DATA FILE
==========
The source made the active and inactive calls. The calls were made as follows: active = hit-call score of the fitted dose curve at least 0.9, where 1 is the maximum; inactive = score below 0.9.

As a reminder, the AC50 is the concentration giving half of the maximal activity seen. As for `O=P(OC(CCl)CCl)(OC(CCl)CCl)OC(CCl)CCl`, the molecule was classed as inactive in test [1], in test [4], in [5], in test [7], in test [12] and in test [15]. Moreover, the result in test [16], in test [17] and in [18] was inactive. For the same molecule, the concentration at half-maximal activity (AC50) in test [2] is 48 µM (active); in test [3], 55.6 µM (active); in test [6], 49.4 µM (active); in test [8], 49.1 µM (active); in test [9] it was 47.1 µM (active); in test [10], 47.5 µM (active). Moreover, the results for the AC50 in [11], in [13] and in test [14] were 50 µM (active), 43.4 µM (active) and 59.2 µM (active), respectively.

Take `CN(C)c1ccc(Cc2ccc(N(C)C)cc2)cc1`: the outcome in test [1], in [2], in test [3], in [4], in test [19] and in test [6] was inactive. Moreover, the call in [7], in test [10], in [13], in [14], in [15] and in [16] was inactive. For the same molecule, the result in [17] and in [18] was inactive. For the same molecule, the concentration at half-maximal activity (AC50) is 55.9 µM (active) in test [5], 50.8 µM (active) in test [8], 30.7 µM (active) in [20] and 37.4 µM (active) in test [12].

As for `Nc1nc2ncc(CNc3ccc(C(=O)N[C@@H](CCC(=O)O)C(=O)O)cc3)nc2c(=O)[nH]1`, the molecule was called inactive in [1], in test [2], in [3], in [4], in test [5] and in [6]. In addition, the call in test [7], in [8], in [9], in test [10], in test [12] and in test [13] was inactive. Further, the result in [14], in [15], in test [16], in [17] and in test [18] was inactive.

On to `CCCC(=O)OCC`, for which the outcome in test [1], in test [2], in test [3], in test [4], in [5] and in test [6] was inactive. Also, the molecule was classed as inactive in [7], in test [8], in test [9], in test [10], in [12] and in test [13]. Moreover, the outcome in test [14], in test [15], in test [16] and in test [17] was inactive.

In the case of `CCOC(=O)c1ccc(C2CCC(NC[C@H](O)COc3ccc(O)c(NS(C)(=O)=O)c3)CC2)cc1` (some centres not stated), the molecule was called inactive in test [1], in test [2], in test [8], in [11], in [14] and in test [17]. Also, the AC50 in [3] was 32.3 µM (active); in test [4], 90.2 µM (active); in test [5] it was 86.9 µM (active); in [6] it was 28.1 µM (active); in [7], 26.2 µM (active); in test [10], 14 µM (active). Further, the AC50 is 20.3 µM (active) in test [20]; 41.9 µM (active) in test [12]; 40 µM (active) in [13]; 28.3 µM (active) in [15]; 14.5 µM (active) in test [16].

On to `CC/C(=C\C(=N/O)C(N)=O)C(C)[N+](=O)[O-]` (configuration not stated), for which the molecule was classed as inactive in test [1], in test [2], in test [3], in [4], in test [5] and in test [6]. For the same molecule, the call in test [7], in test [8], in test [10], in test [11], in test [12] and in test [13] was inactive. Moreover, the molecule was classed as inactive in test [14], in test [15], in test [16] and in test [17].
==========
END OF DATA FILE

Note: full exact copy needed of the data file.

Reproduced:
The source made the active and inactive calls. The calls were made as follows: active = hit-call score of the fitted dose curve at least 0.9, where 1 is the maximum; inactive = score below 0.9.

As a reminder, the AC50 is the concentration giving half of the maximal activity seen. As for `O=P(OC(CCl)CCl)(OC(CCl)CCl)OC(CCl)CCl`, the molecule was classed as inactive in test [1], in test [4], in [5], in test [7], in test [12] and in test [15]. Moreover, the result in test [16], in test [17] and in [18] was inactive. For the same molecule, the concentration at half-maximal activity (AC50) in test [2] is 48 µM (active); in test [3], 55.6 µM (active); in test [6], 49.4 µM (active); in test [8], 49.1 µM (active); in test [9] it was 47.1 µM (active); in test [10], 47.5 µM (active). Moreover, the results for the AC50 in [11], in [13] and in test [14] were 50 µM (active), 43.4 µM (active) and 59.2 µM (active), respectively.

Take `CN(C)c1ccc(Cc2ccc(N(C)C)cc2)cc1`: the outcome in test [1], in [2], in test [3], in [4], in test [19] and in test [6] was inactive. Moreover, the call in [7], in test [10], in [13], in [14], in [15] and in [16] was inactive. For the same molecule, the result in [17] and in [18] was inactive. For the same molecule, the concentration at half-maximal activity (AC50) is 55.9 µM (active) in test [5], 50.8 µM (active) in test [8], 30.7 µM (active) in [20] and 37.4 µM (active) in test [12].

As for `Nc1nc2ncc(CNc3ccc(C(=O)N[C@@H](CCC(=O)O)C(=O)O)cc3)nc2c(=O)[nH]1`, the molecule was called inactive in [1], in test [2], in [3], in [4], in test [5] and in [6]. In addition, the call in test [7], in [8], in [9], in test [10], in test [12] and in test [13] was inactive. Further, the result in [14], in [15], in test [16], in [17] and in test [18] was inactive.

On to `CCCC(=O)OCC`, for which the outcome in test [1], in test [2], in test [3], in test [4], in [5] and in test [6] was inactive. Also, the molecule was classed as inactive in [7], in test [8], in test [9], in test [10], in [12] and in test [13]. Moreover, the outcome in test [14], in test [15], in test [16] and in test [17] was inactive.

In the case of `CCOC(=O)c1ccc(C2CCC(NC[C@H](O)COc3ccc(O)c(NS(C)(=O)=O)c3)CC2)cc1` (some centres not stated), the molecule was called inactive in test [1], in test [2], in test [8], in [11], in [14] and in test [17]. Also, the AC50 in [3] was 32.3 µM (active); in test [4], 90.2 µM (active); in test [5] it was 86.9 µM (active); in [6] it was 28.1 µM (active); in [7], 26.2 µM (active); in test [10], 14 µM (active). Further, the AC50 is 20.3 µM (active) in test [20]; 41.9 µM (active) in test [12]; 40 µM (active) in [13]; 28.3 µM (active) in [15]; 14.5 µM (active) in test [16].

On to `CC/C(=C\C(=N/O)C(N)=O)C(C)[N+](=O)[O-]` (configuration not stated), for which the molecule was classed as inactive in test [1], in test [2], in test [3], in [4], in test [5] and in test [6]. For the same molecule, the call in test [7], in test [8], in test [10], in test [11], in test [12] and in test [13] was inactive. Moreover, the molecule was classed as inactive in test [14], in test [15], in test [16] and in test [17].